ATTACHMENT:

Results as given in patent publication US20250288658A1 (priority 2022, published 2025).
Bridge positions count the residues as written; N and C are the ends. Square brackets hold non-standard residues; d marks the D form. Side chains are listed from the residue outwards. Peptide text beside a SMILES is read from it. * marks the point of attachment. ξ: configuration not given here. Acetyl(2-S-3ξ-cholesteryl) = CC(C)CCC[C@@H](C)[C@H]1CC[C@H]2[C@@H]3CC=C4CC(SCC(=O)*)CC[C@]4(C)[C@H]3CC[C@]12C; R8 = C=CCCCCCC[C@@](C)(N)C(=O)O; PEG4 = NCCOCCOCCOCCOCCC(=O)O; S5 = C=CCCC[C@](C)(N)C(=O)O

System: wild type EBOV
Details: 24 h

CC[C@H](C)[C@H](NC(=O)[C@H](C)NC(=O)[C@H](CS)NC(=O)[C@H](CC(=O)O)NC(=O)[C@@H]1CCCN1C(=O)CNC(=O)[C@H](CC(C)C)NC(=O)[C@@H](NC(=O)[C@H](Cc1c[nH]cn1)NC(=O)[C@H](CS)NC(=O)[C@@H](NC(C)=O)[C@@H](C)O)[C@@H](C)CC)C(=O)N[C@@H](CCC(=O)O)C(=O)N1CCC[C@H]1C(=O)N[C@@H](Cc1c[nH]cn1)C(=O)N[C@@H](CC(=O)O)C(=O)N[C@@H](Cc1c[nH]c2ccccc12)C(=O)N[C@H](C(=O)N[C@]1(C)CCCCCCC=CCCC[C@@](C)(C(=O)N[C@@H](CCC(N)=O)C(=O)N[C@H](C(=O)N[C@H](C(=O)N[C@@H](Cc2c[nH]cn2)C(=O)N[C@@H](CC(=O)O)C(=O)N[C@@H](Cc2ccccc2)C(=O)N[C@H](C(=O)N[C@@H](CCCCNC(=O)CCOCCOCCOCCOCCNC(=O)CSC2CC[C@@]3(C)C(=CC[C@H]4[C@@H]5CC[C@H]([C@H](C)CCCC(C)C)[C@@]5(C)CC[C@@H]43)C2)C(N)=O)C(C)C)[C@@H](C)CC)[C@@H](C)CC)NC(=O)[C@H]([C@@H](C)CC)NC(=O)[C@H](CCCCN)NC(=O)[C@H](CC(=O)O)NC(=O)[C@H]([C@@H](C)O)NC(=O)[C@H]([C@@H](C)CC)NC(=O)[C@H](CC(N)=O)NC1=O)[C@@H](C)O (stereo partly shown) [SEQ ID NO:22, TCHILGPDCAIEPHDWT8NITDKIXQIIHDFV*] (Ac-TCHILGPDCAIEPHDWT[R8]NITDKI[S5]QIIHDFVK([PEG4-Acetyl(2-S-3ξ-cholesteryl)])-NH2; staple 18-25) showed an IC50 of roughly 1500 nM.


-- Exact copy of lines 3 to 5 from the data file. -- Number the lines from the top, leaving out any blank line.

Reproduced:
System: wild type EBOV
Details: 24 h

CC[C@H](C)[C@H](NC(=O)[C@H](C)NC(=O)[C@H](CS)NC(=O)[C@H](CC(=O)O)NC(=O)[C@@H]1CCCN1C(=O)CNC(=O)[C@H](CC(C)C)NC(=O)[C@@H](NC(=O)[C@H](Cc1c[nH]cn1)NC(=O)[C@H](CS)NC(=O)[C@@H](NC(C)=O)[C@@H](C)O)[C@@H](C)CC)C(=O)N[C@@H](CCC(=O)O)C(=O)N1CCC[C@H]1C(=O)N[C@@H](Cc1c[nH]cn1)C(=O)N[C@@H](CC(=O)O)C(=O)N[C@@H](Cc1c[nH]c2ccccc12)C(=O)N[C@H](C(=O)N[C@]1(C)CCCCCCC=CCCC[C@@](C)(C(=O)N[C@@H](CCC(N)=O)C(=O)N[C@H](C(=O)N[C@H](C(=O)N[C@@H](Cc2c[nH]cn2)C(=O)N[C@@H](CC(=O)O)C(=O)N[C@@H](Cc2ccccc2)C(=O)N[C@H](C(=O)N[C@@H](CCCCNC(=O)CCOCCOCCOCCOCCNC(=O)CSC2CC[C@@]3(C)C(=CC[C@H]4[C@@H]5CC[C@H]([C@H](C)CCCC(C)C)[C@@]5(C)CC[C@@H]43)C2)C(N)=O)C(C)C)[C@@H](C)CC)[C@@H](C)CC)NC(=O)[C@H]([C@@H](C)CC)NC(=O)[C@H](CCCCN)NC(=O)[C@H](CC(=O)O)NC(=O)[C@H]([C@@H](C)O)NC(=O)[C@H]([C@@H](C)CC)NC(=O)[C@H](CC(N)=O)NC1=O)[C@@H](C)O (stereo partly shown) [SEQ ID NO:22, TCHILGPDCAIEPHDWT8NITDKIXQIIHDFV*] (Ac-TCHILGPDCAIEPHDWT[R8]NITDKI[S5]QIIHDFVK([PEG4-Acetyl(2-S-3ξ-cholesteryl)])-NH2; staple 18-25) showed an IC50 of roughly 1500 nM.